In January, the New York Times ran a story about two 20-year-olds and an 18-year-old who were arrested for stealing statues of baby Jesus from nativity scenes over the past two years. They hit the New York suburban communities of Suffern and Haverstraw several times in 2005 and 2006. The police said they would not charge them with committing hate crimes; each was being charged with 14 counts of petty larceny.
On the same day, WNBC.com reported that a 20-year-old was arrested for kicking a menorah in the Long Island community of St. James. A few days later, a Long Island teen was also charged with destroying a menorah. Both were charged with a felony for committing a hate crime and could face seven years in prison.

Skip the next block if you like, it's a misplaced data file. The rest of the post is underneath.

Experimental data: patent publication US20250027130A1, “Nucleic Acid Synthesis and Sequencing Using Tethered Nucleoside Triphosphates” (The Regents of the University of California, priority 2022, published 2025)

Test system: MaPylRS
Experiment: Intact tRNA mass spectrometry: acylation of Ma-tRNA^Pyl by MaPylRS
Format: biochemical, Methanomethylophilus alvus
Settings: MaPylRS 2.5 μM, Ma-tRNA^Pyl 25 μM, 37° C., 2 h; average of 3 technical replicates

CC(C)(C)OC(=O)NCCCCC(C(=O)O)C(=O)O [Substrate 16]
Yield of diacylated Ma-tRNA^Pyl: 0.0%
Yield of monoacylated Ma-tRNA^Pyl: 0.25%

This is so interesting. The reason the menorah is allowed in New York City public schools is because the authorities have branded it a secular symbol, and the reason the crèche is barred is because the same authorities have branded it a religious symbol. Yet when menorahs are vandalized, the guilty are charged with a hate crime and may spend seven years behind bars for their felony, while those who vandalize several crèches—over a two year period—are given a slap on the wrist.
We have long maintained that hate-crime laws evince a bias of their own. These recent events prove it.